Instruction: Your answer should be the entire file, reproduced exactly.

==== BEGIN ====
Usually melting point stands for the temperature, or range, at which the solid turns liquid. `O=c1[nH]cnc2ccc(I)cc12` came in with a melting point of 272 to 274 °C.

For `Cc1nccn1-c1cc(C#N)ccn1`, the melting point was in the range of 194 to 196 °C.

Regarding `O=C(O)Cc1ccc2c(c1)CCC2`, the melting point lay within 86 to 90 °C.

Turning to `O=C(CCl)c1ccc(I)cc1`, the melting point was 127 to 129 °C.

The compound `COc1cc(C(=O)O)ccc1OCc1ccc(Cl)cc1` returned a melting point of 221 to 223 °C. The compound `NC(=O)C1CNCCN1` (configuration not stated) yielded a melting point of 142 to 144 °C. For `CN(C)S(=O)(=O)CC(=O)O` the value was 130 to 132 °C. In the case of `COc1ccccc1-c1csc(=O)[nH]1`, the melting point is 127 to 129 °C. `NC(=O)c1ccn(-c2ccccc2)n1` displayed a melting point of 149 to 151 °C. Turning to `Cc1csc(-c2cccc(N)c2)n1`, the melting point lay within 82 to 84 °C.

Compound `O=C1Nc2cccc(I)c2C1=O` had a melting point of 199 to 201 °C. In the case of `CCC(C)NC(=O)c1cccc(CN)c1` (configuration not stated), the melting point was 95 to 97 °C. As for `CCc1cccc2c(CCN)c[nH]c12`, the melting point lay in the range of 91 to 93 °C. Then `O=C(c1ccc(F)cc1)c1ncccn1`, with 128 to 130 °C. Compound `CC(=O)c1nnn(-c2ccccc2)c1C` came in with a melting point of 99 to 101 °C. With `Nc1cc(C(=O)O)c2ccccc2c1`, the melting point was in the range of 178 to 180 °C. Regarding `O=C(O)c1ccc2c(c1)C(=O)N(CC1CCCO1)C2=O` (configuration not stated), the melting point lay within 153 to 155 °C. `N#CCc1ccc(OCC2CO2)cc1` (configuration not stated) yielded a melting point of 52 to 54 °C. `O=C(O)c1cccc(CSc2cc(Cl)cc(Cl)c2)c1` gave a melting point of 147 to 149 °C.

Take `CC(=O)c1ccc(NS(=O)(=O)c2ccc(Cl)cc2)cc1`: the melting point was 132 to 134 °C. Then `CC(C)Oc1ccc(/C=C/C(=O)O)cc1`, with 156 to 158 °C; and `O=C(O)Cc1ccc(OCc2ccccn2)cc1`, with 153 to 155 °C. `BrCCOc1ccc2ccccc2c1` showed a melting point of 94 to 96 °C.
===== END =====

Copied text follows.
Usually melting point stands for the temperature, or range, at which the solid turns liquid. `O=c1[nH]cnc2ccc(I)cc12` came in with a melting point of 272 to 274 °C.

For `Cc1nccn1-c1cc(C#N)ccn1`, the melting point was in the range of 194 to 196 °C.

Regarding `O=C(O)Cc1ccc2c(c1)CCC2`, the melting point lay within 86 to 90 °C.

Turning to `O=C(CCl)c1ccc(I)cc1`, the melting point was 127 to 129 °C.

The compound `COc1cc(C(=O)O)ccc1OCc1ccc(Cl)cc1` returned a melting point of 221 to 223 °C. The compound `NC(=O)C1CNCCN1` (configuration not stated) yielded a melting point of 142 to 144 °C. For `CN(C)S(=O)(=O)CC(=O)O` the value was 130 to 132 °C. In the case of `COc1ccccc1-c1csc(=O)[nH]1`, the melting point is 127 to 129 °C. `NC(=O)c1ccn(-c2ccccc2)n1` displayed a melting point of 149 to 151 °C. Turning to `Cc1csc(-c2cccc(N)c2)n1`, the melting point lay within 82 to 84 °C.

Compound `O=C1Nc2cccc(I)c2C1=O` had a melting point of 199 to 201 °C. In the case of `CCC(C)NC(=O)c1cccc(CN)c1` (configuration not stated), the melting point was 95 to 97 °C. As for `CCc1cccc2c(CCN)c[nH]c12`, the melting point lay in the range of 91 to 93 °C. Then `O=C(c1ccc(F)cc1)c1ncccn1`, with 128 to 130 °C. Compound `CC(=O)c1nnn(-c2ccccc2)c1C` came in with a melting point of 99 to 101 °C. With `Nc1cc(C(=O)O)c2ccccc2c1`, the melting point was in the range of 178 to 180 °C. Regarding `O=C(O)c1ccc2c(c1)C(=O)N(CC1CCCO1)C2=O` (configuration not stated), the melting point lay within 153 to 155 °C. `N#CCc1ccc(OCC2CO2)cc1` (configuration not stated) yielded a melting point of 52 to 54 °C. `O=C(O)c1cccc(CSc2cc(Cl)cc(Cl)c2)c1` gave a melting point of 147 to 149 °C.

Take `CC(=O)c1ccc(NS(=O)(=O)c2ccc(Cl)cc2)cc1`: the melting point was 132 to 134 °C. Then `CC(C)Oc1ccc(/C=C/C(=O)O)cc1`, with 156 to 158 °C; and `O=C(O)Cc1ccc(OCc2ccccn2)cc1`, with 153 to 155 °C. `BrCCOc1ccc2ccccc2c1` showed a melting point of 94 to 96 °C.